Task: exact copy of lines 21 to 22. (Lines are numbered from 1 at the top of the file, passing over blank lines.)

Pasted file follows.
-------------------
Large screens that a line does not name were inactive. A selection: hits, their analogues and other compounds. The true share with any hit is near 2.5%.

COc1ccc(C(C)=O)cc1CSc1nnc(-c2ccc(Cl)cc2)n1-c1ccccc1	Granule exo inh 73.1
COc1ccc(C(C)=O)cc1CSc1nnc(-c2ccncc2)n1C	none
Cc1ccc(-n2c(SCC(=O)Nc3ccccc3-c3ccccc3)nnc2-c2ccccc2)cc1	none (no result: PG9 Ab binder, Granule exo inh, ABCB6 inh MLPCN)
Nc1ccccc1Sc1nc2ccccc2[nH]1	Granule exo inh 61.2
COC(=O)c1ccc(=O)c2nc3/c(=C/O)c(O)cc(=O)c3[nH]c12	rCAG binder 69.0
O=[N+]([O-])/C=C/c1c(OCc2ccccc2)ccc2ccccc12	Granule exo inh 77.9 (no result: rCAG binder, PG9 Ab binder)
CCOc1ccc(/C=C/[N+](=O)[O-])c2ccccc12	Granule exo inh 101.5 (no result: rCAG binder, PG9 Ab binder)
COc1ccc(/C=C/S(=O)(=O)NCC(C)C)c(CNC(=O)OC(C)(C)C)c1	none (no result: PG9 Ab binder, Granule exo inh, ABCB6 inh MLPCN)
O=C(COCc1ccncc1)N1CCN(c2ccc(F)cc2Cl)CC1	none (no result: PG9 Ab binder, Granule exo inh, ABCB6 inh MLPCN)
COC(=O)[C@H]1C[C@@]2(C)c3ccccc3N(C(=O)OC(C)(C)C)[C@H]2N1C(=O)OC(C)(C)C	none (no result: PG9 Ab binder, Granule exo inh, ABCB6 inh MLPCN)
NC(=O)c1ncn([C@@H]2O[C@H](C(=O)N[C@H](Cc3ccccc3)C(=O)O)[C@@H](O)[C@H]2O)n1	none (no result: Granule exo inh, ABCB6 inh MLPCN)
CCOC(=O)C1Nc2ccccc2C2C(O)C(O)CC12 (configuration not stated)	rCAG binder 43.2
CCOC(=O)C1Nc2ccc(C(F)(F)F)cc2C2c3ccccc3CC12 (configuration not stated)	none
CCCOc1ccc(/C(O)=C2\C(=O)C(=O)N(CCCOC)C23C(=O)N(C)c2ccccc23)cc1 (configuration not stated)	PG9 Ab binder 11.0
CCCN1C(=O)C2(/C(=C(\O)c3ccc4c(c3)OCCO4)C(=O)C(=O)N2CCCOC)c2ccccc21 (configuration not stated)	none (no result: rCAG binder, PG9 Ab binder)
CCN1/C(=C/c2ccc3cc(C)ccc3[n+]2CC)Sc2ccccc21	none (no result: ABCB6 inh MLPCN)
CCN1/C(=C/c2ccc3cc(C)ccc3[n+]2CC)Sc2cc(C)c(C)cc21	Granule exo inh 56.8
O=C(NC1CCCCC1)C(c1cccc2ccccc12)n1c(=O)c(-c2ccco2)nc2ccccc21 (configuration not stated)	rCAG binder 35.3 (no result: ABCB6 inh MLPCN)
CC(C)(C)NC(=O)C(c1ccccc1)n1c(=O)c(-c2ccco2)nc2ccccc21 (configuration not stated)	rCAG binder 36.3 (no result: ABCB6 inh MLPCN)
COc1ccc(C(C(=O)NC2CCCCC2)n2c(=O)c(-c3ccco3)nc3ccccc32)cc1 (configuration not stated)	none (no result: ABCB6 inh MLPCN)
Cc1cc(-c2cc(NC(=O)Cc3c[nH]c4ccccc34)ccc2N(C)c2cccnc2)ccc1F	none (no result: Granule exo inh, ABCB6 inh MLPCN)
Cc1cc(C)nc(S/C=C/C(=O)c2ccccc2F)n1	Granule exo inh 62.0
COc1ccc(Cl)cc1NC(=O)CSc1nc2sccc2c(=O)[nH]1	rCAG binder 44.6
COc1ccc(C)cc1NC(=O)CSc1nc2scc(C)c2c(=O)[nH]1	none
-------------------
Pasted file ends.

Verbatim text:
COc1ccc(C(C(=O)NC2CCCCC2)n2c(=O)c(-c3ccco3)nc3ccccc32)cc1 (configuration not stated)	none (no result: ABCB6 inh MLPCN)
Cc1cc(-c2cc(NC(=O)Cc3c[nH]c4ccccc34)ccc2N(C)c2cccnc2)ccc1F	none (no result: Granule exo inh, ABCB6 inh MLPCN)